If an aneurysm is growing rapidly or reached a size associated with increased risk of rupture or dissection, then surgical intervention is indicated. The standard and most common type of surgery for aortic aneurysms is open abdominal or open chest repair. It involves a major incision (cut) in the abdomen or chest.
A newer approach, called an endovascular repair, involves the use of a catheter that is inserted into the groin, in a similar fashion as an aortogram, however, the catheter is used to insert a self-expanding stent graft into the aneurysm. Endovascular repair of aneurysms does not require a large incision and has a substantially shorter recovery than the conventional open surgical approach. However, not all aneurysms are suitable for endovascular repair.
UCSF has a world-renowned program in endovascular surgery, one of the largest and oldest in existence. Vascular surgeons at UCSF have extensive experience in performing technically challenging surgeries for complex aortic aneurysms, those involving arteries running to the kidneys and intestines. Morbidity and mortality rates at UCSF for endovascular surgeries are among the lowest, and the program is recognized as a Center of Excellence and referral center.
Vascular surgeons at UCSF were among those who pioneered the field of endovascular aneurysm repair for the abdominal aorta and thoracic (chest) aorta. Our physician-scientists are on the forefront of research, serving as Principal Investigators in clinical trials testing state-of-the-art endovascular devices that will advance the treatment of aortic aneurysms. These trials are open to patients who meet the eligibility criteria for the trial and may benefit by participation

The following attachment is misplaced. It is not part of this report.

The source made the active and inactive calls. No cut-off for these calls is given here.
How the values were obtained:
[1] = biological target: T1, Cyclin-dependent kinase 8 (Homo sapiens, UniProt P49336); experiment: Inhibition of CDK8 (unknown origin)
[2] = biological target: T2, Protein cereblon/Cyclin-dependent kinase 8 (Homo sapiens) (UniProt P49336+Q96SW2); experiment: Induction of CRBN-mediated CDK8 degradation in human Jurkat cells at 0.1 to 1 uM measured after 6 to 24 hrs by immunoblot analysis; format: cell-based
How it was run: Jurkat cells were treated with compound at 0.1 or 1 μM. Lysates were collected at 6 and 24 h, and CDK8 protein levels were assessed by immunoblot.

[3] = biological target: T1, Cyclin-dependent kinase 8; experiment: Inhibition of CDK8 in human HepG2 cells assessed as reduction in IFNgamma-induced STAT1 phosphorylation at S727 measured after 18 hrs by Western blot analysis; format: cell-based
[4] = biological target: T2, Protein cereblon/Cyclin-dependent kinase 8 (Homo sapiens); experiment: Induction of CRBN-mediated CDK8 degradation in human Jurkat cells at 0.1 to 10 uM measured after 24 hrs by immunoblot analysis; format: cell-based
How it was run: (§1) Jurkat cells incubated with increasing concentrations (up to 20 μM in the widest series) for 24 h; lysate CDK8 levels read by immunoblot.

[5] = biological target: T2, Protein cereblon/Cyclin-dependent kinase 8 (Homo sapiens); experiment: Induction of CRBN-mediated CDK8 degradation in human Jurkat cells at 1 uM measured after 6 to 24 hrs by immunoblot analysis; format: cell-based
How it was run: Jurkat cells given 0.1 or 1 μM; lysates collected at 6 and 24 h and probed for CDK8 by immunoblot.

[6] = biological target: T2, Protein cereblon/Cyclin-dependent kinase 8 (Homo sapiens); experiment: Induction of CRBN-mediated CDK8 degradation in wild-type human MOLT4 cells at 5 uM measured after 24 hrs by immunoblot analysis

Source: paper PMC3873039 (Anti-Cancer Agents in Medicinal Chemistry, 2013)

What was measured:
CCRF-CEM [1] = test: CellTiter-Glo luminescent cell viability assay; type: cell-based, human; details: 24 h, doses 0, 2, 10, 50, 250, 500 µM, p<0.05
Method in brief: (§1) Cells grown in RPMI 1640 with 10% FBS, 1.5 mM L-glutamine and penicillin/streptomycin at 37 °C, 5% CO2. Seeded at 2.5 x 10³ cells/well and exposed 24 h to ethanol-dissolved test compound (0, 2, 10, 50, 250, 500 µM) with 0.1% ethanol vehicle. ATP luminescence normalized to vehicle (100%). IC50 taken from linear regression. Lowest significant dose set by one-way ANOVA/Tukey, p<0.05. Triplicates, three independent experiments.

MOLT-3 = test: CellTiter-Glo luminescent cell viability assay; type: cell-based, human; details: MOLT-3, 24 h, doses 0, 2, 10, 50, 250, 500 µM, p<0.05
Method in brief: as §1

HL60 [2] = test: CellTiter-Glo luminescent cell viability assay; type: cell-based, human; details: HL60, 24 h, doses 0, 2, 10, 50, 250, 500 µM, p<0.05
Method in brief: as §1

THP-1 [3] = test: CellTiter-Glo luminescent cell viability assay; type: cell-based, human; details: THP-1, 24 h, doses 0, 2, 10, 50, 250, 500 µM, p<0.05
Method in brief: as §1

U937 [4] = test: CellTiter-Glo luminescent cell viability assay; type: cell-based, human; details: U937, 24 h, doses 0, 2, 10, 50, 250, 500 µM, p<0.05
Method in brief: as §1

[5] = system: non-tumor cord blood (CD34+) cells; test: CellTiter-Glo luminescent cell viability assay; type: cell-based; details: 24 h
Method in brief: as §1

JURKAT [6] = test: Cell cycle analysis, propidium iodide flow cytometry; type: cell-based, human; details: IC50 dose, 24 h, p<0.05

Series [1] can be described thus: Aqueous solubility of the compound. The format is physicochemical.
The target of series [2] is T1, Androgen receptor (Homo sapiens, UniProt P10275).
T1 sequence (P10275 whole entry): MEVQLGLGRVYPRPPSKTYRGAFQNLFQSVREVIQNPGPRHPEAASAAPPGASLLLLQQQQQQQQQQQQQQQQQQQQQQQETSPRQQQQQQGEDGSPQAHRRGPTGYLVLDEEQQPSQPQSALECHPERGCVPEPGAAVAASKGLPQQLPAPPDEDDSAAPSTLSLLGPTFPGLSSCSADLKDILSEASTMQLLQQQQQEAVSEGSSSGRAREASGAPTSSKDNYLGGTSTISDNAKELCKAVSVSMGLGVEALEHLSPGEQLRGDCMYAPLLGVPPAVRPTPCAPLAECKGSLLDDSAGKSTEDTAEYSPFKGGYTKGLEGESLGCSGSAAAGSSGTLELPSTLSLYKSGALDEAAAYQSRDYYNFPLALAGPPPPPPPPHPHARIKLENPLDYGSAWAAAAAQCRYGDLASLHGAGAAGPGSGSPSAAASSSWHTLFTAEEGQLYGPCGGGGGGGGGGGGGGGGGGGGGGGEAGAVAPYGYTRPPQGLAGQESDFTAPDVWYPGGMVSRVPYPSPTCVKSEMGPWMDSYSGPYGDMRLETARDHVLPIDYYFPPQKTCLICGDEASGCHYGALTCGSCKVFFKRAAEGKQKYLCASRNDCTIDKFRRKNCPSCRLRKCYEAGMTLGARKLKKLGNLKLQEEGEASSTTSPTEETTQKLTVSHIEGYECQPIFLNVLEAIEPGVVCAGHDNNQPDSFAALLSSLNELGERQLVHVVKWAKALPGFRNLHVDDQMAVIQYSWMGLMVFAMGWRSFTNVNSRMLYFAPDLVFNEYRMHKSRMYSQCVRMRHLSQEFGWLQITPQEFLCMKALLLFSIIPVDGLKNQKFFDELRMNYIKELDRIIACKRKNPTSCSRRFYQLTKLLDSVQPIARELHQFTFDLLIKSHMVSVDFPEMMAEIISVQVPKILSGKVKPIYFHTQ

In endovascular repair, the aneurysm isn't removed. Instead, a graft is inserted into the aorta to strengthen it. This type of surgery is done using catheters (tubes) inserted into the arteries; it doesn't require surgically opening the chest or abdomen.
The surgeon first inserts a catheter into an artery in the groin (upper thigh) and threads it to the aneurysm. Then, using an x ray to see the artery, the surgeon threads the graft (also called a stent graft) into the aorta to the aneurysm. The graft is then expanded inside the aorta and fastened in place to form a stable channel for blood flow. The graft reinforces the weakened section of the aorta to prevent the aneurysm from rupturing.
Endovascular Aneurysm Repair: The illustration shows the placement of an endovascular stent graft in an aortic aneurysm. In figure A, a catheter is inserted into an artery in the groin (upper thigh). The catheter is threaded to the abdominal aorta, and the stent graft is released from the catheter. In figure B, the stent graft allows blood to flow through the aneurysm.
Endovascular repair reduces recovery time to a few days and greatly reduces time in the hospital. However, surgeons can't repair all aortic aneurysms with this procedure. The location or size of the aneurysm may prevent a stent graft from being safely or reliably placed inside the aneurysm.